AMA Backs Innovative Residency Projects With $14.4M in Grants

Ken Terry

June 10, 2019

To improve residency training, the American Medical Association (AMA) is awarding $14.4 million to support eight projects led by medical schools, residency programs, and healthcare systems that oversee graduate medical education (GME). The winners were chosen from more than 300 organizations that submitted more than 250 letters of intent.

"After establishing a framework for creating the medical schools of the future, the AMA is now supporting innovation projects that will better align residency training with the evolving needs of patients and communities, as well as the workforce needs of the current and future health care system," said AMA CEO and Executive Vice President James L. Madara, MD, in a news release. "As the health care landscape and technology rapidly evolve, the AMA will continue working with its community of innovation to drive the future of medicine by supporting significant redesign in physician training."

The AMA will provide $1.8 million over 5 years to fund each of the winning projects. In addition, it will give planning grants of $50,000 each to three other applicants that did not make the final cut.

Summarizing the winning applications, the AMA said that some of the projects will create new curricula to address workforce shortages and social determinants of health. Others will build upon the innovations and concepts developed and implemented in medical schools during the past 6 years by the AMA's Accelerating Change in Medical Education Consortium, which includes 37 medical schools.

These projects will include the implementation of competency-based programs and the incorporation of "health systems science" into residency training.

Here are descriptions of the award-winning applications:

  • Johns Hopkins University School of Medicine, Stanford University School of Medicine, and the University of Alabama at Birmingham School of Medicine will implement methods to measure modifiable attributes of the training environment that may contribute to burnout among residents.

  • Maine Medical Center will redesign the clinical learning environment to prepare residents for interprofessional, team-based care.

  • Montefiore Health System will develop, implement, and evaluate a multipronged curriculum in social determinants of health in four community-based primary care training programs — family medicine, internal medicine, obstetrics, and pediatrics.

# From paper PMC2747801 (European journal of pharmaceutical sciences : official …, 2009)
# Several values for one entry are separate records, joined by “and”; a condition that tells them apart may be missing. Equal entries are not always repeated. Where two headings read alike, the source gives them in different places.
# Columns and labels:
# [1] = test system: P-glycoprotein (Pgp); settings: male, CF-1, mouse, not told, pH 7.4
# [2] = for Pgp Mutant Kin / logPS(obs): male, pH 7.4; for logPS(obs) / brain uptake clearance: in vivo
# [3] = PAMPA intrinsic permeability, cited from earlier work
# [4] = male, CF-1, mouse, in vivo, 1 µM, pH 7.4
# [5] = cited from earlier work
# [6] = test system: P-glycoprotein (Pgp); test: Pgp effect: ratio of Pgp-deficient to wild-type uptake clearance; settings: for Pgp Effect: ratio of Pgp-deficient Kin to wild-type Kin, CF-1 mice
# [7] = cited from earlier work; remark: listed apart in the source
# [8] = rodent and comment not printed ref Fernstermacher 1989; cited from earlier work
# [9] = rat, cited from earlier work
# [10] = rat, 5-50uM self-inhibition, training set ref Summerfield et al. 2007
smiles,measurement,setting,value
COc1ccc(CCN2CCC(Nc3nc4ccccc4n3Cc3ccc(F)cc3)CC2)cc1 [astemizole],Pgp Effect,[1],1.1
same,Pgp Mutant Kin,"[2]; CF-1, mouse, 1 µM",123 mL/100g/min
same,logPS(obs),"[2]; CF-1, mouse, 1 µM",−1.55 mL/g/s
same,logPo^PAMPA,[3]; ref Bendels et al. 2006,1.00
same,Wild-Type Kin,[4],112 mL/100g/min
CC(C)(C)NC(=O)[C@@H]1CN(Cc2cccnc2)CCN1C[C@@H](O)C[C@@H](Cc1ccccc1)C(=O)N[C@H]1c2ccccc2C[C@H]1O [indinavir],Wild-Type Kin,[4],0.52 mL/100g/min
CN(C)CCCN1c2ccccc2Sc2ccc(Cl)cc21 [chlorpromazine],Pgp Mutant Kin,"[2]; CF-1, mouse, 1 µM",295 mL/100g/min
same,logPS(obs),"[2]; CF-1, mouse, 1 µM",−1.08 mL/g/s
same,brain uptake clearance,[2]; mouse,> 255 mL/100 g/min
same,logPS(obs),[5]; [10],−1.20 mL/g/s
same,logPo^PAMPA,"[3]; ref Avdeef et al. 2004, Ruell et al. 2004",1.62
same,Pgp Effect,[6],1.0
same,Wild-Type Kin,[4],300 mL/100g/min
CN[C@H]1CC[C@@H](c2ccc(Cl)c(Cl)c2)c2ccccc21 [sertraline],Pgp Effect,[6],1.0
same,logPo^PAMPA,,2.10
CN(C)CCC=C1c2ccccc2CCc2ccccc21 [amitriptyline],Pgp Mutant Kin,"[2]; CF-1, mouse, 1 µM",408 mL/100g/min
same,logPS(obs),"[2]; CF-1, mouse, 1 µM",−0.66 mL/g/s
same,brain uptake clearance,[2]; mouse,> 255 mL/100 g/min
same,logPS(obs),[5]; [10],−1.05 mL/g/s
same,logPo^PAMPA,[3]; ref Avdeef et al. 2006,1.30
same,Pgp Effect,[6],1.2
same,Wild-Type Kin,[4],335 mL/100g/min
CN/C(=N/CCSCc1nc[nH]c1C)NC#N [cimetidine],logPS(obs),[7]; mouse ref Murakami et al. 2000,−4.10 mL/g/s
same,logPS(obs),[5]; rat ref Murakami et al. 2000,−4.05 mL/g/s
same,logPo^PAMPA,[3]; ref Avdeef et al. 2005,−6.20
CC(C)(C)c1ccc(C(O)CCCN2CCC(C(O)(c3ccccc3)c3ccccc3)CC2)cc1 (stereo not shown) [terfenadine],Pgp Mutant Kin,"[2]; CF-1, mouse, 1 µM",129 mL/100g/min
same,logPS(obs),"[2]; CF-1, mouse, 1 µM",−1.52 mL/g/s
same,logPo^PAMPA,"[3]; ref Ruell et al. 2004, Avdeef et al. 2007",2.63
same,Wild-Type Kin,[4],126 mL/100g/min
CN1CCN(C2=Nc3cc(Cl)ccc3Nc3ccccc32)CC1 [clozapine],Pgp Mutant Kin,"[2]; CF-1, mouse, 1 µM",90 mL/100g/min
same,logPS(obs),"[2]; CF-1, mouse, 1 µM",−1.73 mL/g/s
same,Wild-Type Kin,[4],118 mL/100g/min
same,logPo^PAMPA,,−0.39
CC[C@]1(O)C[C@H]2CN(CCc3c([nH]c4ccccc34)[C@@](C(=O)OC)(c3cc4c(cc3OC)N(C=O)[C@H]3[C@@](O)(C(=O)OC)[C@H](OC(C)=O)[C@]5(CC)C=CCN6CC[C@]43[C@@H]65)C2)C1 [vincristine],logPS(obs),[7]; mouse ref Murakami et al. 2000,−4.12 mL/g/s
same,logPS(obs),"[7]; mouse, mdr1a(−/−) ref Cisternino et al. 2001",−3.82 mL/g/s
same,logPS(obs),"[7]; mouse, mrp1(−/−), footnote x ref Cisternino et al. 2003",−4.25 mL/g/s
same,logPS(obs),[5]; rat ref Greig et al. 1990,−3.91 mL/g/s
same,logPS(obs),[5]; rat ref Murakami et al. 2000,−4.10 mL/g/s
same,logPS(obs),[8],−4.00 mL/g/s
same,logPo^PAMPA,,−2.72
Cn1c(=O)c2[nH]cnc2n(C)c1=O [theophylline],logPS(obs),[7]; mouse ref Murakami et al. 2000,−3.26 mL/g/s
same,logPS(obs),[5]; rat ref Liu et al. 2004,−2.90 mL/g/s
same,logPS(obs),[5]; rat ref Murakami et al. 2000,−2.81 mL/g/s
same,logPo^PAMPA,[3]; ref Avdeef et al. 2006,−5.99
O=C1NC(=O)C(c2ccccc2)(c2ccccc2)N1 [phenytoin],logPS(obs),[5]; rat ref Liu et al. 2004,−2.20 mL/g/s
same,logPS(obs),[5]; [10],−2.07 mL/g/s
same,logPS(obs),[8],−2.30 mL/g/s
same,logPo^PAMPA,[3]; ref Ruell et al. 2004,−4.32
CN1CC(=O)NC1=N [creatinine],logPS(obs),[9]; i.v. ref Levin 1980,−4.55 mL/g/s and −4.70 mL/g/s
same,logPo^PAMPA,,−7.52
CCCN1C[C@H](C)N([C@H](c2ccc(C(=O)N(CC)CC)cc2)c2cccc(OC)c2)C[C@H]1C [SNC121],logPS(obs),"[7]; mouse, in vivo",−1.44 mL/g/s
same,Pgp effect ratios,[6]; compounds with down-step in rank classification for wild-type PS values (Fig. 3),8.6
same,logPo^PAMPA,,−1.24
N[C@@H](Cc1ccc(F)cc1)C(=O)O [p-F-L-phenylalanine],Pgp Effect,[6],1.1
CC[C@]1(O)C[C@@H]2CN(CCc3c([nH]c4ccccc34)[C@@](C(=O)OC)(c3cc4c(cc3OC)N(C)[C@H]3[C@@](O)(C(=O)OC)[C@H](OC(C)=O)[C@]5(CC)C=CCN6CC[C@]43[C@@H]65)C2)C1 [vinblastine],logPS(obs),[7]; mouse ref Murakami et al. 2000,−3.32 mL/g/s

• New York University School of Medicine will enhance the transition from medical school to residency through coaching, individualized pathways, and enhanced assessment tools.

  • Oregon Health and Science University and the University of California, Davis, will collaborate with 10 healthcare systems, 10 institutional sponsors, and a network of federally qualified health centers to address workforce shortages in rural, tribal, urban, and other disadvantaged communities between Sacramento, California, and Portland, Oregon.

  • Partners HealthCare System, Massachusetts General Hospital, and Brigham and Women's Hospital will oversee a project that will integrate "time-variable" models for advancement in residency training. Residents who achieve competency before the standard duration of training will transition early to independent practice at their training institution until the original date of graduation.

  • The University of North Carolina School of Medicine will expand the geographic and specialty reach of its residency readiness program. In addition, the school will develop and implement a health systems science curriculum for GME, as well as competency-based assessment tools.

  • Vanderbilt University Medical Center and the University of Mississippi Medical Center will collaborate to address professional identity development in GME. The model will train residents in different physician personae, such as researcher or advocate, and use those identities to support their career development.

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